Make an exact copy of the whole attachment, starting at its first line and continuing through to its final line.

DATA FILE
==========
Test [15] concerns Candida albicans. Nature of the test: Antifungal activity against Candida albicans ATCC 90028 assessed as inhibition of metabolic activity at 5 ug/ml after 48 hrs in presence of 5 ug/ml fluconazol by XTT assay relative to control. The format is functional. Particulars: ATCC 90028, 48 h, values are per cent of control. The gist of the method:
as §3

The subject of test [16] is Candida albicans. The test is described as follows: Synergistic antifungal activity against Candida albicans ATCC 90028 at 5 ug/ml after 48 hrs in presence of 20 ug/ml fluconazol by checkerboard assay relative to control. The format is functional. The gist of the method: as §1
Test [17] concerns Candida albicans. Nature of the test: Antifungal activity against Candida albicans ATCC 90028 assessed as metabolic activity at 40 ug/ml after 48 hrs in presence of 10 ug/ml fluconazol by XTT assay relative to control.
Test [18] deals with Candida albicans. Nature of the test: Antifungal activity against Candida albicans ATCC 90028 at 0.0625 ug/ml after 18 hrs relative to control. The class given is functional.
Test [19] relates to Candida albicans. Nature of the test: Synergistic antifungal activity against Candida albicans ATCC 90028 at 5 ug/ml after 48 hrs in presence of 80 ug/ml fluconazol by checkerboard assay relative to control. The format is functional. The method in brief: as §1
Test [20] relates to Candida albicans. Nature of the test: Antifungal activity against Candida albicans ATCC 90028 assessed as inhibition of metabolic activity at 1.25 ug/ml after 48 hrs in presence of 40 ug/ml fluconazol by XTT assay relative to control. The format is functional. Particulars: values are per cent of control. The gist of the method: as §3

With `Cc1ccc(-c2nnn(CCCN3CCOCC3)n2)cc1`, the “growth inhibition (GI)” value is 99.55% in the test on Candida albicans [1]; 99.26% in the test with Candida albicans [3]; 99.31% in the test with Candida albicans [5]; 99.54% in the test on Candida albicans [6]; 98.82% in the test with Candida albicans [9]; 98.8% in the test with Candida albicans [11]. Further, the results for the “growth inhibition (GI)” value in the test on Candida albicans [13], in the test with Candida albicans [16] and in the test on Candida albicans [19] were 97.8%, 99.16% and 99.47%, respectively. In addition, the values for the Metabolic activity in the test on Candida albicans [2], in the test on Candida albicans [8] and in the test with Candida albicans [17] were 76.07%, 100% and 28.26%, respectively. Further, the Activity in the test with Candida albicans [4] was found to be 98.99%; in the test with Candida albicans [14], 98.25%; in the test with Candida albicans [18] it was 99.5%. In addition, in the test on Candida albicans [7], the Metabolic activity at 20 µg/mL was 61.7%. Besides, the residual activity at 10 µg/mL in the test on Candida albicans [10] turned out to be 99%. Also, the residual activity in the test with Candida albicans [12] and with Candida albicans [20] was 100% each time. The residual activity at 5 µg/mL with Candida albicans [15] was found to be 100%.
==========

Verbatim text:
Test [15] concerns Candida albicans. Nature of the test: Antifungal activity against Candida albicans ATCC 90028 assessed as inhibition of metabolic activity at 5 ug/ml after 48 hrs in presence of 5 ug/ml fluconazol by XTT assay relative to control. The format is functional. Particulars: ATCC 90028, 48 h, values are per cent of control. The gist of the method:
as §3

The subject of test [16] is Candida albicans. The test is described as follows: Synergistic antifungal activity against Candida albicans ATCC 90028 at 5 ug/ml after 48 hrs in presence of 20 ug/ml fluconazol by checkerboard assay relative to control. The format is functional. The gist of the method: as §1
Test [17] concerns Candida albicans. Nature of the test: Antifungal activity against Candida albicans ATCC 90028 assessed as metabolic activity at 40 ug/ml after 48 hrs in presence of 10 ug/ml fluconazol by XTT assay relative to control.
Test [18] deals with Candida albicans. Nature of the test: Antifungal activity against Candida albicans ATCC 90028 at 0.0625 ug/ml after 18 hrs relative to control. The class given is functional.
Test [19] relates to Candida albicans. Nature of the test: Synergistic antifungal activity against Candida albicans ATCC 90028 at 5 ug/ml after 48 hrs in presence of 80 ug/ml fluconazol by checkerboard assay relative to control. The format is functional. The method in brief: as §1
Test [20] relates to Candida albicans. Nature of the test: Antifungal activity against Candida albicans ATCC 90028 assessed as inhibition of metabolic activity at 1.25 ug/ml after 48 hrs in presence of 40 ug/ml fluconazol by XTT assay relative to control. The format is functional. Particulars: values are per cent of control. The gist of the method: as §3

With `Cc1ccc(-c2nnn(CCCN3CCOCC3)n2)cc1`, the “growth inhibition (GI)” value is 99.55% in the test on Candida albicans [1]; 99.26% in the test with Candida albicans [3]; 99.31% in the test with Candida albicans [5]; 99.54% in the test on Candida albicans [6]; 98.82% in the test with Candida albicans [9]; 98.8% in the test with Candida albicans [11]. Further, the results for the “growth inhibition (GI)” value in the test on Candida albicans [13], in the test with Candida albicans [16] and in the test on Candida albicans [19] were 97.8%, 99.16% and 99.47%, respectively. In addition, the values for the Metabolic activity in the test on Candida albicans [2], in the test on Candida albicans [8] and in the test with Candida albicans [17] were 76.07%, 100% and 28.26%, respectively. Further, the Activity in the test with Candida albicans [4] was found to be 98.99%; in the test with Candida albicans [14], 98.25%; in the test with Candida albicans [18] it was 99.5%. In addition, in the test on Candida albicans [7], the Metabolic activity at 20 µg/mL was 61.7%. Besides, the residual activity at 10 µg/mL in the test on Candida albicans [10] turned out to be 99%. Also, the residual activity in the test with Candida albicans [12] and with Candida albicans [20] was 100% each time. The residual activity at 5 µg/mL with Candida albicans [15] was found to be 100%.